Cryptic northern refugia and the origins of modern biota.

This source preferred by John Stewart

Authors: Stewart, J.R. and Lister, A.M.

Journal: Trends in Ecology and Evolution

Volume: 16

Pages: 608-613

ISSN: 0169-5347

DOI: 10.1016/S0169-5347(01)02338-2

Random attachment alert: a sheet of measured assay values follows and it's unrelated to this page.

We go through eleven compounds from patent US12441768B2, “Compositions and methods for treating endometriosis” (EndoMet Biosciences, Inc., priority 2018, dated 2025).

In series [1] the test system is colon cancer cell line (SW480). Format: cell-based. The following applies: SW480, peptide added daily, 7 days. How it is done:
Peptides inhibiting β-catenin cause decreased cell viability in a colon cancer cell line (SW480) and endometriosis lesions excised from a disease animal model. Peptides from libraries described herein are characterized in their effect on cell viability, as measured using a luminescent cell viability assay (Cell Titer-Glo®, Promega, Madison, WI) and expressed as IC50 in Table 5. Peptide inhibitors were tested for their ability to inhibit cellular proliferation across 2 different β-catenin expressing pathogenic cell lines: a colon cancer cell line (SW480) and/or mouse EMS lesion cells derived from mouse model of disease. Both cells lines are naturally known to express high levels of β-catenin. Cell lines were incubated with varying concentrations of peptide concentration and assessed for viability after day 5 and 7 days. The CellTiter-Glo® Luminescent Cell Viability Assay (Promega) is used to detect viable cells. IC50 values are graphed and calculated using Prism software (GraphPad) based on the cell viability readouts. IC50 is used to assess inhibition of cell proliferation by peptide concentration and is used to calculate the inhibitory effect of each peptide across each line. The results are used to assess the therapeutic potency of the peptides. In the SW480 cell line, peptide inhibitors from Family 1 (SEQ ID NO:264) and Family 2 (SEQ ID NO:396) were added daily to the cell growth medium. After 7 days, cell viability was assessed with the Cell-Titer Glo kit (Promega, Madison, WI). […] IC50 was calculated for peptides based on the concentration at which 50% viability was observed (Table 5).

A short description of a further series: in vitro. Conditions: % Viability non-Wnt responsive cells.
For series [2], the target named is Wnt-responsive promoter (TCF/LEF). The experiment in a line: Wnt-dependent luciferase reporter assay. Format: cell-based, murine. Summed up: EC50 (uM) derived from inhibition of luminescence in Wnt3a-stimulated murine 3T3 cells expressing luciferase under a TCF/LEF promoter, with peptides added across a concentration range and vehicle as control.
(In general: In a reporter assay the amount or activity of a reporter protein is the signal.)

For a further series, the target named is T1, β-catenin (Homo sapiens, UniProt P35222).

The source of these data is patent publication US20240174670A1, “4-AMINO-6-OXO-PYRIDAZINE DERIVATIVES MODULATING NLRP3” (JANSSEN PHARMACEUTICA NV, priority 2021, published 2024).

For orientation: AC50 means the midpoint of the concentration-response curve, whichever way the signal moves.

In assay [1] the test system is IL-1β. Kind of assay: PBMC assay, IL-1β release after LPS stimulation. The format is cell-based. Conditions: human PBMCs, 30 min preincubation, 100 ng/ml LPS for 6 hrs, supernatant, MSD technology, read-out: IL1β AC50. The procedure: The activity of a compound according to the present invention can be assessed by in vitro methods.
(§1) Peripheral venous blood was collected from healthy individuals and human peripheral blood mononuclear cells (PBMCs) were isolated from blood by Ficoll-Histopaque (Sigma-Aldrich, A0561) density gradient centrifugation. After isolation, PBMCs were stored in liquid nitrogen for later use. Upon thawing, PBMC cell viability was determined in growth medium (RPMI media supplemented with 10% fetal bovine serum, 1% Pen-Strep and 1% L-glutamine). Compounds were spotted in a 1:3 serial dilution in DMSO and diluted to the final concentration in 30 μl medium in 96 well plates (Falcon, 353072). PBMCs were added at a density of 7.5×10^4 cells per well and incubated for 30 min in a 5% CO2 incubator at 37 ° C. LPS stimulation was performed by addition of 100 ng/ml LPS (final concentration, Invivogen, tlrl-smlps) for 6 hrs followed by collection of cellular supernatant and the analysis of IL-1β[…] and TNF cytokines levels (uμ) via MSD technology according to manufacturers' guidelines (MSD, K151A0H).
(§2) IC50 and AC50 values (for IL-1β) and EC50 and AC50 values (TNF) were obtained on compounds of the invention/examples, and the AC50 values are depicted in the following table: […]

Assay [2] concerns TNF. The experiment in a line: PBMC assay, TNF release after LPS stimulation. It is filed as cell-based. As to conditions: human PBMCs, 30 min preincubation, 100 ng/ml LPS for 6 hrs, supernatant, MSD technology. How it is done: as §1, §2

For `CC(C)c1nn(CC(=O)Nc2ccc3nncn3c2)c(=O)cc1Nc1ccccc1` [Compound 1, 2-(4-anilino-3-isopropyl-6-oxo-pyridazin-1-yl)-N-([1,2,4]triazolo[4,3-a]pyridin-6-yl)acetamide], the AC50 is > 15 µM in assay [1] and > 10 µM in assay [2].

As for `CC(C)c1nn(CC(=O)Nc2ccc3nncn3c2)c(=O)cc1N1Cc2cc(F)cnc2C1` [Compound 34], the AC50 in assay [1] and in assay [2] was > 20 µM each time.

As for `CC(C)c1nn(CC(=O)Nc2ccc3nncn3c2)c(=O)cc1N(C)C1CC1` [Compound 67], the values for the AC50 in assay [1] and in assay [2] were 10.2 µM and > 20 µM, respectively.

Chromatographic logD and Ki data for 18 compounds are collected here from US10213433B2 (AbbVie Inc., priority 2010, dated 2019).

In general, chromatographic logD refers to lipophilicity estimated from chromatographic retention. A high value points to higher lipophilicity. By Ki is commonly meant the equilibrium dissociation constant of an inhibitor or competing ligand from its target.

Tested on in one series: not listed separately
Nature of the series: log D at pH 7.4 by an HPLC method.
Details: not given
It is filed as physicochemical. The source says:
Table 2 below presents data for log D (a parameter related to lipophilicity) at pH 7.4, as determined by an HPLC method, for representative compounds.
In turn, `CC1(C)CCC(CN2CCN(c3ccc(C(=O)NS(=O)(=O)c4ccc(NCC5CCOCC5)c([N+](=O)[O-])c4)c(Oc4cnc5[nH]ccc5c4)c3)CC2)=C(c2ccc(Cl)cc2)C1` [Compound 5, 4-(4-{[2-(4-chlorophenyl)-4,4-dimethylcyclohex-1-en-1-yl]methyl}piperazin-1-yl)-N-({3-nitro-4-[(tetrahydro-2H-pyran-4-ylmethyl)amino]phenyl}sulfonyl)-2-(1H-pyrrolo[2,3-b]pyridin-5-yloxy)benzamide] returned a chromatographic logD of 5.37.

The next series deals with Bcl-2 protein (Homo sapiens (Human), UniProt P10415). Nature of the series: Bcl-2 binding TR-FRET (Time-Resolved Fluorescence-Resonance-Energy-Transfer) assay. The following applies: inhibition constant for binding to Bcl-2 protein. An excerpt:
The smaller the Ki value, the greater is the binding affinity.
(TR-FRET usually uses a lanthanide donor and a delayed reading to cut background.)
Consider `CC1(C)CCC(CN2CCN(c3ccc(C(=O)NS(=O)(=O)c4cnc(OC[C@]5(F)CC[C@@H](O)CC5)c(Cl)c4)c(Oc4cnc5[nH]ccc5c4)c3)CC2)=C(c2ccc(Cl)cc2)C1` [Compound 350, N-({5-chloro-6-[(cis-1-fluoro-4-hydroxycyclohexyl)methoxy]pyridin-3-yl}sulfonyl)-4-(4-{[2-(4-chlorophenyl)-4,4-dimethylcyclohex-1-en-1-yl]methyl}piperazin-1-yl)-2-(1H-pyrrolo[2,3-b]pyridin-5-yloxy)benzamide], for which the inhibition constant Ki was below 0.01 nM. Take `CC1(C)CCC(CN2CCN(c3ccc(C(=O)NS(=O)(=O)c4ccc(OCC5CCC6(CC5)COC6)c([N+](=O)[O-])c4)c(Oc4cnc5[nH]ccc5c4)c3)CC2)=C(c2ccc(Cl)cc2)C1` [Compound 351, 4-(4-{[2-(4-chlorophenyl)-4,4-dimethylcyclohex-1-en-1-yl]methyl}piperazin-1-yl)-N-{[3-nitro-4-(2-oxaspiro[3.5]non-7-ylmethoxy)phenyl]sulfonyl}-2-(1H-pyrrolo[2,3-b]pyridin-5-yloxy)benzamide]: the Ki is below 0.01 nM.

Viewed from a geological perspective, present-day animal and plant communities in many parts of the world have a remarkably short history. The environmental revolution at the end of the Pleistocene, a mere 10 000 years ago, triggered major shifts in the ranges of species and hence composition of communities. Present-day communities in the boreal and temperate zones assembled at this time by combining species that survived the northern environment of the Last Cold Stage with those returning from more temperate refugia. Increasing evidence suggests that the well-studied European southern and eastern refugia for thermophilous animal and plant taxa were supplemented by cryptic refugia in northern Europe during the Late Pleistocene. These northern refugia would have been in areas of sheltered topography that provided suitable stable microclimates, and could partially explain the ‘nonanalogue’ mammalian assemblages of the Late Pleistocene. They also have implications for phylogeography and speciation.

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